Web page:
Published on May 02, 2011
Stephen Harper details what a Tory majority would mean for Canada while at a rally in Windsor, Nova Scotia a couple of days prior to the election. On election night Harper got that majority.(Carole Morris-Underhill photo)
Published on May 03, 2011
Liberal leader Michael Ignatieff, who visited Yarmouth during the election campaign, failed to win his own seat and the Liberals dropped from 77 seats to 34 seats.
By Tina Comeau
For voters who were tiring of repeated federal elections, there won’t be another one any time soon as the political landscape in this country underwent a major change in the May 2 election.
Throughout the election campaign Stephen Harper asked voters to give him a majority government and on May 2 the voters delivered.
During this election the Conservatives won 167 of the 308 seats in the House of Commons.
Stephen Harper easily won his own seat with 43,002 votes. His next closet opponent was NDP candidate Holly Heffernan who had 6,823 votes.
Another big story of the evening was the NDP surge that has propelled the NDP to Official Opposition status. The party won 102 seats.
In his riding NDP leader Jack Layton won his seat with 60.5 per cent of the vote, which translated into 28,998 votes.
The Liberal party was a distant third with 34 seats, falling from the 77 seats the party had prior to the election. Liberal leader Michael Ignatieff was in a fight to hang onto his seat as the results were coming in during the evening. He ended up losing his seat to the Conservative candidate by a margin of 2,905 votes.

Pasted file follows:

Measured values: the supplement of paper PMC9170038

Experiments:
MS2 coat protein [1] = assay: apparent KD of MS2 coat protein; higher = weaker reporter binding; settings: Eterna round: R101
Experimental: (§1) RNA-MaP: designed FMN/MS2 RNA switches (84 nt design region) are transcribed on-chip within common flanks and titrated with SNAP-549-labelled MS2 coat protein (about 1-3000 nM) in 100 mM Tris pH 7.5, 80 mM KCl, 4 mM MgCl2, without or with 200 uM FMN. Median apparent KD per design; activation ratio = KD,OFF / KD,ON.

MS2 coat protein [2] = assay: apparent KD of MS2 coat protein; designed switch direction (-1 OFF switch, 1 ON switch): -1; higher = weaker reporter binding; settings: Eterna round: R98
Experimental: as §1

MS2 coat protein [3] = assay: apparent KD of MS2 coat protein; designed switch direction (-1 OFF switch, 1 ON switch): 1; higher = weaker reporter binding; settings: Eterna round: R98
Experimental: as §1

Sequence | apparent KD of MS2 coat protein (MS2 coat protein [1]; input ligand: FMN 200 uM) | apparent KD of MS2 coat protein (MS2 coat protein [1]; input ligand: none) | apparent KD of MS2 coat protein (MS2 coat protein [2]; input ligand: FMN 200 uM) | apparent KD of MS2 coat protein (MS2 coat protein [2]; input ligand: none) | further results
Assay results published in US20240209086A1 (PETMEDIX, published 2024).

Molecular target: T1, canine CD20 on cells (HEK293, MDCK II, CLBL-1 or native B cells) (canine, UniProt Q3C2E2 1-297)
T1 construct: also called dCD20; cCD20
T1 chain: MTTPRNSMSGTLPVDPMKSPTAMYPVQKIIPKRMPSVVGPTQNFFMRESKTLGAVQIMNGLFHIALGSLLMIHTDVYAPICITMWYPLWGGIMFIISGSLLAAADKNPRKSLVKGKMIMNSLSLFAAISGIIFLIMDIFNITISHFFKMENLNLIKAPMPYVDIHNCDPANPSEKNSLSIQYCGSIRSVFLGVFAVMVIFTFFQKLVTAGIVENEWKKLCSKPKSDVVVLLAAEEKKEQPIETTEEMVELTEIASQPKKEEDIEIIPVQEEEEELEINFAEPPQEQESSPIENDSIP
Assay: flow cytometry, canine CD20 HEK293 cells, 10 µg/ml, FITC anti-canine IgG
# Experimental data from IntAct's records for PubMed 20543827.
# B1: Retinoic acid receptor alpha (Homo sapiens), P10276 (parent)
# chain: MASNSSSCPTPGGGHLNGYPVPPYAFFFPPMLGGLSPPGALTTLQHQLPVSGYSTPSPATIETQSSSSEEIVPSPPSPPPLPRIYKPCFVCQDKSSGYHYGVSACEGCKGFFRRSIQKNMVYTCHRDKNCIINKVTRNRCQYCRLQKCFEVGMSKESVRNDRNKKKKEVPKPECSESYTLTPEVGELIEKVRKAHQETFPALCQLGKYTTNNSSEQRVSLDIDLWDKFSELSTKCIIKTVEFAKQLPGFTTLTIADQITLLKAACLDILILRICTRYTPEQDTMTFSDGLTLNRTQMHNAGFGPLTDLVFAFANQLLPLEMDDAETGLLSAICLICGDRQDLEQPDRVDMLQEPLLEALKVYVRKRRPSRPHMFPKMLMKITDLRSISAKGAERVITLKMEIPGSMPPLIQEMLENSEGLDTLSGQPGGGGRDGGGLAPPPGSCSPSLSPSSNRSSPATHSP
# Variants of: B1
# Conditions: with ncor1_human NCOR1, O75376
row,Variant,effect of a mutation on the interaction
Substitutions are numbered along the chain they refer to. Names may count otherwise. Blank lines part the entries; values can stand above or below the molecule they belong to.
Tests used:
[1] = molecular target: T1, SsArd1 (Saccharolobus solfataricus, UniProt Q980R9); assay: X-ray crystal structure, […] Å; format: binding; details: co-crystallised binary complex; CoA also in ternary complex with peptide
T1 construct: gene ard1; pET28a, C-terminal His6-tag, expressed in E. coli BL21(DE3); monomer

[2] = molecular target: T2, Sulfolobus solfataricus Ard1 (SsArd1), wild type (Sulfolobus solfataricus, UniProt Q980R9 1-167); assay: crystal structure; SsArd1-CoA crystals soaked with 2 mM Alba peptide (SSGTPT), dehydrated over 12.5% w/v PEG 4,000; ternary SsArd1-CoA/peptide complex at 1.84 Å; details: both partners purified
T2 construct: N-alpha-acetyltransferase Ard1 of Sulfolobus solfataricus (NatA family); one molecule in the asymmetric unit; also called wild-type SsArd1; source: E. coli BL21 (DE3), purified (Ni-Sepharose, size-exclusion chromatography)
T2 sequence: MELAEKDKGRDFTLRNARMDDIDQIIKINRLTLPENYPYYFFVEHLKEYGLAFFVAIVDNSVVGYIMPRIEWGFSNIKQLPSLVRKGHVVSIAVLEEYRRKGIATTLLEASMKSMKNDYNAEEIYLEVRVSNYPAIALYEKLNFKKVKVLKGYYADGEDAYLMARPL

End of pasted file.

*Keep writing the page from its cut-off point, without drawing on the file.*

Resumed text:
The morning after the election Ignatieff announced he is resigning as leader of the Liberal party.
The gain of the NDP in this election not only came at the expense of the Liberal party which lost votes or saw its votes split, but also the Bloc Quebecois, which had a disastrous showing in this election. When Bloc Quebecois leader Gilles Duceppe spoke to his party at 12:48 a.m., his party was only elected in two seats. When all the results were counted the Bloc had won only four seats. Duceppe is not one of those elected to the House of Commons. He lost the seat he had held since 1990 and announced – when he addressed his party on election night – that he is stepping down as leader of the Bloc.
- Read more special articles:
- Kerr wins West Nova riding
- Ignatieff stepping down as Liberal party leader
- Thibault reflects on election loss
- Greg Kerr said voters had faith in Conservatives
In Duceppe's riding the NDP candidate Hélène Laverdière was eleted with 23,377. Duceppe had 17,984 votes.
Another historic aspect to the election came from the other side of the country.
Elizabeth May, the leader of the Green Party, won her seat, defeating the Conservative incumbent and cabinet minister Gary Lunn in the Vancouver Island riding of Saanich-Gulf Islands. May becomes Canada's first elected Green MP in the House of Commons. May had 31,900 votes, compared to 24,541 for Lunn.
Canada's new political landscape:
Conservatives 167 seats
NDP 102 seats
Liberals 34 seats
Bloc Quebecois 4 seats
Green Party 1 seat
Percentage of popular vote:
Bloc Quebecois 6%
Green Party 4.8%